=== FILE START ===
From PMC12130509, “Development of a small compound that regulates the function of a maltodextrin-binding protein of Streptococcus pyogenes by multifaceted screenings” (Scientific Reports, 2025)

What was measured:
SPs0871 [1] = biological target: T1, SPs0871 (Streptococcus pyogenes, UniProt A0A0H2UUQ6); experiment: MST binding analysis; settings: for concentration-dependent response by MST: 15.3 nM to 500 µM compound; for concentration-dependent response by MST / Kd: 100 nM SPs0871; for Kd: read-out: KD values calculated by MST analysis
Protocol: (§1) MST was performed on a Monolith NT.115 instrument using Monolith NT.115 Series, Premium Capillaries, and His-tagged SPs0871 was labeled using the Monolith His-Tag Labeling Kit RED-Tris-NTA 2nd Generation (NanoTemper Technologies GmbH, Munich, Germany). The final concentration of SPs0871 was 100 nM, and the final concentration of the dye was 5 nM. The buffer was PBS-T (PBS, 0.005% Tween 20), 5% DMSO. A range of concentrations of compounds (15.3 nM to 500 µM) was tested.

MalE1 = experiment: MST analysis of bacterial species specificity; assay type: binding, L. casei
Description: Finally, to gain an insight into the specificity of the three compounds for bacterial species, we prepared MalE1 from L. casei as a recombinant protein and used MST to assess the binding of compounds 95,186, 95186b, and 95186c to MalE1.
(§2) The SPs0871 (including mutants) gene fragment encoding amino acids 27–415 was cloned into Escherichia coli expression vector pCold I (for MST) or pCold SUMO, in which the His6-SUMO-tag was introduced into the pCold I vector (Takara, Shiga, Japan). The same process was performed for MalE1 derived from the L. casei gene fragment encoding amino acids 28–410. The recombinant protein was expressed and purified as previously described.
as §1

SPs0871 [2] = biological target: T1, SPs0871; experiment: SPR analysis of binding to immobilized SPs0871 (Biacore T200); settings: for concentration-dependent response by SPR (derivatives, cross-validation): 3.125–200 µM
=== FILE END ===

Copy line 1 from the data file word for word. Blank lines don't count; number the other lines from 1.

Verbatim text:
From PMC12130509, “Development of a small compound that regulates the function of a maltodextrin-binding protein of Streptococcus pyogenes by multifaceted screenings” (Scientific Reports, 2025)